Bell peppers make a colorful addition to a snack, salad or meal, but there's more to this crunchy fruit (yes, bell pepper is technically a fruit, rather than a vegetable) than meets the eye. Sweet bell peppers are low in calories and high in vitamins. One-half of a cup of green, red or yellow bell peppers contains more than 230 percent of your recommended daily vitamin C intake, and only 20 calories [source: McDonald].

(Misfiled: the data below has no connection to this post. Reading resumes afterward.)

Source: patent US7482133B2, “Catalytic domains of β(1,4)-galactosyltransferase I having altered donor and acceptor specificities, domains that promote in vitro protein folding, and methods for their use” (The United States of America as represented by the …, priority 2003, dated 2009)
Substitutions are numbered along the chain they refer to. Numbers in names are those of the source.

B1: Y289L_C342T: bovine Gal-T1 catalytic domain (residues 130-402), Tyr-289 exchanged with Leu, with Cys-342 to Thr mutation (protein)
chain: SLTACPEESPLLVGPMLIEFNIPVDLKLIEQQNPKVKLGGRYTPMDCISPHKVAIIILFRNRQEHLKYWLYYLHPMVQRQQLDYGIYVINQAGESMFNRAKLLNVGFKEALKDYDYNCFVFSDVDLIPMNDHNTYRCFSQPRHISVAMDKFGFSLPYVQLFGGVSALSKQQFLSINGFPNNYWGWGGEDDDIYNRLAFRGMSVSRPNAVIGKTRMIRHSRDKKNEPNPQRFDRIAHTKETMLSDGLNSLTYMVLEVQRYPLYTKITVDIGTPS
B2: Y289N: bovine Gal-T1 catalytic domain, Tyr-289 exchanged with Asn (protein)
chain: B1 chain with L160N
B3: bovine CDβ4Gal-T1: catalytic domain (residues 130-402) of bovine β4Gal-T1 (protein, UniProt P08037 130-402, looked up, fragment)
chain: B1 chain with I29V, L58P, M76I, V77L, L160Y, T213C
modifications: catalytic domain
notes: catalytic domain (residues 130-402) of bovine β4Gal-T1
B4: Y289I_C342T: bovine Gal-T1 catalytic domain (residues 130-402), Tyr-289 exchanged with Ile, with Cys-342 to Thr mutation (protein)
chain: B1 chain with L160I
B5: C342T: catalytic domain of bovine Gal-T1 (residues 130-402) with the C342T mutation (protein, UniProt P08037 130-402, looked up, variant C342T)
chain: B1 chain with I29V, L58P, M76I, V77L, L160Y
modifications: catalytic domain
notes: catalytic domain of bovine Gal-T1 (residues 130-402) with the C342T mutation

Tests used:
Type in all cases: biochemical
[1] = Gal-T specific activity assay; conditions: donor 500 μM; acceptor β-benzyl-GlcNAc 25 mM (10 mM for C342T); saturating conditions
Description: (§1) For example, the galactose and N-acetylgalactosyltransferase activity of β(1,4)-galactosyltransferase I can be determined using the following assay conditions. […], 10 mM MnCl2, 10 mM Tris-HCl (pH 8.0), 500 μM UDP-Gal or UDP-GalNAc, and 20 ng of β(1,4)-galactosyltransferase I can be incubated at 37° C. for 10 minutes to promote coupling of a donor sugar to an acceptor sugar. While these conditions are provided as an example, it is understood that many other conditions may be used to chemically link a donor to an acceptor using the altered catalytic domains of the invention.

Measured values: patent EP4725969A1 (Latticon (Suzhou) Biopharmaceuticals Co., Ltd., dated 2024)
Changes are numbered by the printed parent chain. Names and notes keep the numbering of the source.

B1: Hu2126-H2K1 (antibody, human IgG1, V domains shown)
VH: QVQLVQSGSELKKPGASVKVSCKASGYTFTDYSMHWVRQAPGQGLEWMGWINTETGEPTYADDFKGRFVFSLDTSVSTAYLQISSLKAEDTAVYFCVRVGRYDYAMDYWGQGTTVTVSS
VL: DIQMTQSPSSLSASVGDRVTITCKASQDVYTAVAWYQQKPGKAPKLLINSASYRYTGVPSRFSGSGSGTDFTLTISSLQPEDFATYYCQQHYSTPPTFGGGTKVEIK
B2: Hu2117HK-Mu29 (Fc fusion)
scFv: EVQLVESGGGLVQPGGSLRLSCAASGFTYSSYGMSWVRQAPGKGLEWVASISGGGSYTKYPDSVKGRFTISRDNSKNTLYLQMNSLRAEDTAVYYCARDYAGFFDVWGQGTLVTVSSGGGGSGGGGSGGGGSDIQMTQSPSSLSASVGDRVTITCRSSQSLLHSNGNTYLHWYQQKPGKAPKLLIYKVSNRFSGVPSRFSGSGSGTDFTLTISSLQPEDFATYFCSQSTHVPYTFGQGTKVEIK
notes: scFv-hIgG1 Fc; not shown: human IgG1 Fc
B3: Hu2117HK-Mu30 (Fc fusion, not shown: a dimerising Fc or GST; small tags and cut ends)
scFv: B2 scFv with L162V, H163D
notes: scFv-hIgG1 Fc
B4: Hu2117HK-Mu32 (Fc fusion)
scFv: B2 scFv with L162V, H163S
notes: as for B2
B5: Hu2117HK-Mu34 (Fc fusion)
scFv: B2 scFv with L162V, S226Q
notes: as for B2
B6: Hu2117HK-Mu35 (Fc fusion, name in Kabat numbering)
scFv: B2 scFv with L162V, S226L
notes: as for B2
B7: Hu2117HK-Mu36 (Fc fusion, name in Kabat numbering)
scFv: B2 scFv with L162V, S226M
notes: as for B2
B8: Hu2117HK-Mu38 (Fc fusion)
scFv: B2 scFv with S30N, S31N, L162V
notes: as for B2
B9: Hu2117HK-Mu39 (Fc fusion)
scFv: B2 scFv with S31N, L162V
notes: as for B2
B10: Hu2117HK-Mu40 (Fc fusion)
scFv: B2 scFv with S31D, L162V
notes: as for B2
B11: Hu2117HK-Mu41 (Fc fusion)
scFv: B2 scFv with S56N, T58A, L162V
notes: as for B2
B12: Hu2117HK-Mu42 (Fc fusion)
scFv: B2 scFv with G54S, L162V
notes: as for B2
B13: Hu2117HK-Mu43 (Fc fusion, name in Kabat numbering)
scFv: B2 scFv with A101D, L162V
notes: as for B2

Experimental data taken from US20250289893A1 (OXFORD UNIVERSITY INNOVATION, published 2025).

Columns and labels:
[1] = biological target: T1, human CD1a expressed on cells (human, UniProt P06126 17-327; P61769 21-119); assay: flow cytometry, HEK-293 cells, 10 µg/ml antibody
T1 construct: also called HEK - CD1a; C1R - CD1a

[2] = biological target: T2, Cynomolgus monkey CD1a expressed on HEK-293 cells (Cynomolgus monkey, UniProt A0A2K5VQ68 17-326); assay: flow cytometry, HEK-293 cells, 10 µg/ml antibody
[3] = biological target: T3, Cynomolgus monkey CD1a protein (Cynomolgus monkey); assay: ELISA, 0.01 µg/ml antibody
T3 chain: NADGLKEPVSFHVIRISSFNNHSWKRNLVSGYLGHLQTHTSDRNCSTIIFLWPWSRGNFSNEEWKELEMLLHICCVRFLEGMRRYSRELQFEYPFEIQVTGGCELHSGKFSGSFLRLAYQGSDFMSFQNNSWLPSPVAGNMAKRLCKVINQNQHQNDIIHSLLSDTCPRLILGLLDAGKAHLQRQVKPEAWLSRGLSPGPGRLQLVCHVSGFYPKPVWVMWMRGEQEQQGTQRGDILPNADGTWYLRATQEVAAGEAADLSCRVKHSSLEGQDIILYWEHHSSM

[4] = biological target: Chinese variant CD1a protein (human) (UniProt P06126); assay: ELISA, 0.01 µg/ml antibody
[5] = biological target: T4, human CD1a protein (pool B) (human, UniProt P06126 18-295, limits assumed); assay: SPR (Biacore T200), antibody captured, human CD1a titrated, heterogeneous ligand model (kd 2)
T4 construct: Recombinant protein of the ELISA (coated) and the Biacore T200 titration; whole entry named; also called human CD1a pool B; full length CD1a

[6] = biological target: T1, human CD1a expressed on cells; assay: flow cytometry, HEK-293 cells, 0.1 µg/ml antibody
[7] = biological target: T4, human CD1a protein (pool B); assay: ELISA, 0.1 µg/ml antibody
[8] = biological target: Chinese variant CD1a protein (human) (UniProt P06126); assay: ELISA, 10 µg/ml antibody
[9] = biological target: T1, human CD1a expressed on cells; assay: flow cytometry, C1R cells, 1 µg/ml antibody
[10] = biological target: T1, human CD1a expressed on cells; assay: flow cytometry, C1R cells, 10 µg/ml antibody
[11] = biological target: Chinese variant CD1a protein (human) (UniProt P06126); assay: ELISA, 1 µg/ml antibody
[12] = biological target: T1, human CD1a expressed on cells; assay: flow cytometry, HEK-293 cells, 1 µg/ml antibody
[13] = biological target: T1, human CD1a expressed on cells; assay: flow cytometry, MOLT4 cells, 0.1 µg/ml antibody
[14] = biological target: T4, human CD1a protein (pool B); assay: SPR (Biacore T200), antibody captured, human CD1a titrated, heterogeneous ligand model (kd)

Bell peppers also contain phytochemicals called carotenoids. Carotenoids give peppers (and other fruits and vegetables such as carrots, pumpkins and tomatoes) their bright red, orange and yellow color -- and a diet high in carotenoid-dense foods has been associated with reducing the risk of developing cardiovascular disease, age-related eye diseases such as macular degeneration, and some cancers, such as potentially promising activity against lung and prostate cancers [source: Linus Pauling Institute].